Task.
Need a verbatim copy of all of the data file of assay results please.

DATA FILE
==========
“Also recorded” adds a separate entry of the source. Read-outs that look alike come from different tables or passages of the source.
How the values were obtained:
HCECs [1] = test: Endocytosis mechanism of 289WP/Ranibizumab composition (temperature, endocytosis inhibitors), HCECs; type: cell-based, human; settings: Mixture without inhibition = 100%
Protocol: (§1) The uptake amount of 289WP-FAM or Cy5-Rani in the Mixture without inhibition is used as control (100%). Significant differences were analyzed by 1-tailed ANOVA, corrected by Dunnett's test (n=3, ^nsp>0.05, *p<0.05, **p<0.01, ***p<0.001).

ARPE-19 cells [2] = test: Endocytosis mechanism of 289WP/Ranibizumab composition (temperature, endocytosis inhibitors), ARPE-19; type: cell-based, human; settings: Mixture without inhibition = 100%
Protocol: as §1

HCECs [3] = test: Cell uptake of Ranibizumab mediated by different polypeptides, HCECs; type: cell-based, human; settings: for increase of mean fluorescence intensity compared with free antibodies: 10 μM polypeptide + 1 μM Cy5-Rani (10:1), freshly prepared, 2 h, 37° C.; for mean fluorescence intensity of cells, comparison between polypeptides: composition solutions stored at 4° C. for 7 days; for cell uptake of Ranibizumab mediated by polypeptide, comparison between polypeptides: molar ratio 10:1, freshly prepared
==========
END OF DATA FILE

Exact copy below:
“Also recorded” adds a separate entry of the source. Read-outs that look alike come from different tables or passages of the source.
How the values were obtained:
HCECs [1] = test: Endocytosis mechanism of 289WP/Ranibizumab composition (temperature, endocytosis inhibitors), HCECs; type: cell-based, human; settings: Mixture without inhibition = 100%
Protocol: (§1) The uptake amount of 289WP-FAM or Cy5-Rani in the Mixture without inhibition is used as control (100%). Significant differences were analyzed by 1-tailed ANOVA, corrected by Dunnett's test (n=3, ^nsp>0.05, *p<0.05, **p<0.01, ***p<0.001).

ARPE-19 cells [2] = test: Endocytosis mechanism of 289WP/Ranibizumab composition (temperature, endocytosis inhibitors), ARPE-19; type: cell-based, human; settings: Mixture without inhibition = 100%
Protocol: as §1

HCECs [3] = test: Cell uptake of Ranibizumab mediated by different polypeptides, HCECs; type: cell-based, human; settings: for increase of mean fluorescence intensity compared with free antibodies: 10 μM polypeptide + 1 μM Cy5-Rani (10:1), freshly prepared, 2 h, 37° C.; for mean fluorescence intensity of cells, comparison between polypeptides: composition solutions stored at 4° C. for 7 days; for cell uptake of Ranibizumab mediated by polypeptide, comparison between polypeptides: molar ratio 10:1, freshly prepared